How this young woman worked to end child marriages in Tanzania - CNBC Africa

How this young woman worked to end child marriages in Tanzania

East Africa

by Stéphanie Thomson Editor, World Economic Forum 0

Rebeca Gyumi’s campaign helped make child marriage illegal in Tanzania. Image: Msichana Initiative

Child marriages are on the increase in Africa following droughts in many countries. The article below was written by Stéphanie Thomson, Editor, World Economic Forum and is republished with its permission. 

Each year, 15 million girls are married before the age of 18. The consequences of this practice are well known – child brides are at higher risk of domestic violence, are more likely to live in poverty, and are often deprived of an education. But that doesn’t stop it happening in countries all over the world.

In fact, in more than 90 countries, the practice is not only culturally and socially accepted: it is written into the law. Until recently, that was the case in Tanzania. Not anymore.

Thanks in large part to a petition put forward by Rebeca Gyumi, a World Economic Forum Global Shaper from the Dar es Salaam Hub, in July the country’s High Court ruled that the Marriage Act – which allowed girls as young as 14 to be married – was unconstitutional.

We spoke with Rebeca to find out more about this landmark court ruling, and what other young change-makers can learn from her campaign.

How bad was the situation in Tanzania when you decided to take action against child marriage?

Tanzania has one of the world’s highest child marriage prevalence rates. Here, almost two out of five girls are married before they turn 18. These girls are among the most vulnerable people in the country: they tend to be poor, live in rural areas, and have little in the way of formal education.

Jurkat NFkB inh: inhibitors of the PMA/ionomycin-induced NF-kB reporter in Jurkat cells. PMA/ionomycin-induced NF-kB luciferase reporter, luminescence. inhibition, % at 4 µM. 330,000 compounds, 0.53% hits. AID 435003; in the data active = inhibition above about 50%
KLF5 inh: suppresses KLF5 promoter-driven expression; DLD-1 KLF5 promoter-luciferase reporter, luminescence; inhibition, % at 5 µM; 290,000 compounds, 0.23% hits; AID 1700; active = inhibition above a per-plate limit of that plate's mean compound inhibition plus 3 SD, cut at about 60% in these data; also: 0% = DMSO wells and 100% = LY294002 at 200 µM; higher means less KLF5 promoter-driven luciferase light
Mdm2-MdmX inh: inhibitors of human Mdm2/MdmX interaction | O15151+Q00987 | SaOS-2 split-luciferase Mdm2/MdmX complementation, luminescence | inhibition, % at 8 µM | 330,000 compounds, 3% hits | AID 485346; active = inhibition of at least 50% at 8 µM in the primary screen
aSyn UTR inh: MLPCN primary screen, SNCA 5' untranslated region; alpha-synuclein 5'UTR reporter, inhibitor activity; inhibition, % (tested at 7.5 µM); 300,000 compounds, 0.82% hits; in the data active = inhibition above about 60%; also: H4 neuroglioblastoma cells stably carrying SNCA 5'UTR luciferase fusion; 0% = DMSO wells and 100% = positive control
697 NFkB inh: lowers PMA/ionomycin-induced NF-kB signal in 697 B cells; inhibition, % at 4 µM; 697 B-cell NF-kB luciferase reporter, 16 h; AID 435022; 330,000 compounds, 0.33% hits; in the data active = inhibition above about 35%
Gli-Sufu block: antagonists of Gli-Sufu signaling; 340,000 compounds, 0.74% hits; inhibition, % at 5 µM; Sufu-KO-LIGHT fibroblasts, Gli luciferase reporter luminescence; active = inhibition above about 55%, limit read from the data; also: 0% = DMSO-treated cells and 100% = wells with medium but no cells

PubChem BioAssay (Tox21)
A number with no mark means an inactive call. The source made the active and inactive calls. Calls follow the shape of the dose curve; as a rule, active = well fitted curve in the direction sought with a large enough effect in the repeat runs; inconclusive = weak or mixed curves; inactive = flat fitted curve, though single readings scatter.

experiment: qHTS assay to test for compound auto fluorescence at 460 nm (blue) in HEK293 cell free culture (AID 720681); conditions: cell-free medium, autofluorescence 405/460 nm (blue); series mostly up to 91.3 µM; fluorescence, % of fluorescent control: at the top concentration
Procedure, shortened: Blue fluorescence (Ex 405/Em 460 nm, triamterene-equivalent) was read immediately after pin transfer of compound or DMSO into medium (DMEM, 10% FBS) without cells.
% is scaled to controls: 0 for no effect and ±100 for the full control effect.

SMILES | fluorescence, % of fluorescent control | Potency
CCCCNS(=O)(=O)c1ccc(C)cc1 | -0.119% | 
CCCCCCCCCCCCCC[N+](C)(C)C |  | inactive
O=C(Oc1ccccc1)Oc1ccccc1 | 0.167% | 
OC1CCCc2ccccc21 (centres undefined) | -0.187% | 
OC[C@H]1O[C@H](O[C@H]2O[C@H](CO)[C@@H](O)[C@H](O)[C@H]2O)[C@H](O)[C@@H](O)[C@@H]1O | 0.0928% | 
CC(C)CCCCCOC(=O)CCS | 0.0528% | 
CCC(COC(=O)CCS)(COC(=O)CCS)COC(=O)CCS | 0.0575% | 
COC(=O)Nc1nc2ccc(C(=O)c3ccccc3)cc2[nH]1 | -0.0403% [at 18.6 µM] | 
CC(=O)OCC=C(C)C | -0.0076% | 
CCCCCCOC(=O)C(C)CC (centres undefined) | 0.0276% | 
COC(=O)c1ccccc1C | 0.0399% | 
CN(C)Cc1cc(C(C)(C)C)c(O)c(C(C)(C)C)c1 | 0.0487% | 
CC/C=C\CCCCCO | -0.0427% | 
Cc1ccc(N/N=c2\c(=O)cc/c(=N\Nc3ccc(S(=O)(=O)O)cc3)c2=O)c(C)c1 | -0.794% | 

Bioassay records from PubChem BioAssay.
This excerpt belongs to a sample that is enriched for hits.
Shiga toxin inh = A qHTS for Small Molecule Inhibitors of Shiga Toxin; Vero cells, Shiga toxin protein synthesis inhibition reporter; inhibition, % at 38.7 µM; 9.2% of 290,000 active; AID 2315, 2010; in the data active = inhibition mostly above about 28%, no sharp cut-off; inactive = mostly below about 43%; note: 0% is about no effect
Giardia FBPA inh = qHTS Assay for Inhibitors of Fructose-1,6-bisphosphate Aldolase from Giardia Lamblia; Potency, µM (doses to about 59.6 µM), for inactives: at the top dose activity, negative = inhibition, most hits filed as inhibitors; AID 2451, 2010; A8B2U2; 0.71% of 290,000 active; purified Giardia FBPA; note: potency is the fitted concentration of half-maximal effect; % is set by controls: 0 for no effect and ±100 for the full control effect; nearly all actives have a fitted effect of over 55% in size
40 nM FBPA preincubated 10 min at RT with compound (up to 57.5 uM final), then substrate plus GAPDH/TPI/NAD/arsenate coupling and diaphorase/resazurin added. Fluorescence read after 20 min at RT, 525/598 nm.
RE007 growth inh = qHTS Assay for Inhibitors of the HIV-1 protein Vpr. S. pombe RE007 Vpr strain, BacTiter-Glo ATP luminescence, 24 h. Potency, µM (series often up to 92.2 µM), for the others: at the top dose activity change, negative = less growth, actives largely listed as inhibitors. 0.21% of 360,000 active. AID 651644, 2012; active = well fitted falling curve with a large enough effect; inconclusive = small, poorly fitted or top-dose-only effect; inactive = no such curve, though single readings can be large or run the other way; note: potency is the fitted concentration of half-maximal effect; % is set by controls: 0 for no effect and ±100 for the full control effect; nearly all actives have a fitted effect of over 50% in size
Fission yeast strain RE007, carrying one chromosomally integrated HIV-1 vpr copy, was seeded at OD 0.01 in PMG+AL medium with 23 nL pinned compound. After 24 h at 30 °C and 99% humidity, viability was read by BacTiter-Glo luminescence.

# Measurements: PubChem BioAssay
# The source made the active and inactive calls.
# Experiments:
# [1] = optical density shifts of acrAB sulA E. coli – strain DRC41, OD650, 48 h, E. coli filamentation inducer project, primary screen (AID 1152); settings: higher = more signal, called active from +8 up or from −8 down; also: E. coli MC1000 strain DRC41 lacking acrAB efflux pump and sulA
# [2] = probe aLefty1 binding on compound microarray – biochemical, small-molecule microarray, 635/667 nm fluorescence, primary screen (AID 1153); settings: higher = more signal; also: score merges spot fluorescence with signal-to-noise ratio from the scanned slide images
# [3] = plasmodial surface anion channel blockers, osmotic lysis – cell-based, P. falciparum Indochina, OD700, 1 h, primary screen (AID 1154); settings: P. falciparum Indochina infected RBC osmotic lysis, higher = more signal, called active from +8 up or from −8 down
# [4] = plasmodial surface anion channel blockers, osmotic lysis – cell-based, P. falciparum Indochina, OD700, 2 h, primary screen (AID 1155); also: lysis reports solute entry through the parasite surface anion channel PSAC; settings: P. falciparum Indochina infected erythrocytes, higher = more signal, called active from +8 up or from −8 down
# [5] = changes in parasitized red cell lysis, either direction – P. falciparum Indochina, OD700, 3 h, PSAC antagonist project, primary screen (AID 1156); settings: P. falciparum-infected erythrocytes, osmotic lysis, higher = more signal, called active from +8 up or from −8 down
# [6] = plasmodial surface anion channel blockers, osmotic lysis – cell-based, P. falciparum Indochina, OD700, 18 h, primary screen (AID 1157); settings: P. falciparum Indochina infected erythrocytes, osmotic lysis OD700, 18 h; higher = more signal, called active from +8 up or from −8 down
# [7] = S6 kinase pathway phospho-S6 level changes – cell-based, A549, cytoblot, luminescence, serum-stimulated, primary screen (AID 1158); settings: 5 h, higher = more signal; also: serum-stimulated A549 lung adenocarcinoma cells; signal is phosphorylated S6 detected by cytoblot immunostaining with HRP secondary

This was in large part because of deep-rooted customs and traditions, as well as economic and religious factors. But it was also because the law allowed it. Our legal framework meant that girls as young as 14 could be married – although the same did not apply to boys, who had to be 18.

How could we educate communities about refraining from harmful practices while the main piece of legislation that governs marital affairs in our country allowed children to be married? It was a huge contradiction, and one I was determined to fight.

Tell us a bit about your journey to this landmark court ruling.

When I founded the Msichana Initiative, an advocacy organization, one of our fundamental questions was how we were going to meaningfully contribute to the fight against child marriage in Tanzania.

Over the years we’d seen many attempts made by both local and international organizations to change the law. All had failed. That’s why we decided to use a different strategy. We submitted a petition to challenge the validity of the Marriage Act – the act that meant girls could be married off at 14 – arguing that it was unconstitutional.

READ: Zimbabwe's child marriages on the rise as food runs short

We faced resistance along the way. The main obstacle I personally encountered was the attitude that young people are just trying to be disruptive, to challenge authority for the sake of it. As I reminded people, it is our duty as citizens to ensure our constitution is protected, and every person has the right to take legal action if they don’t think that is happening.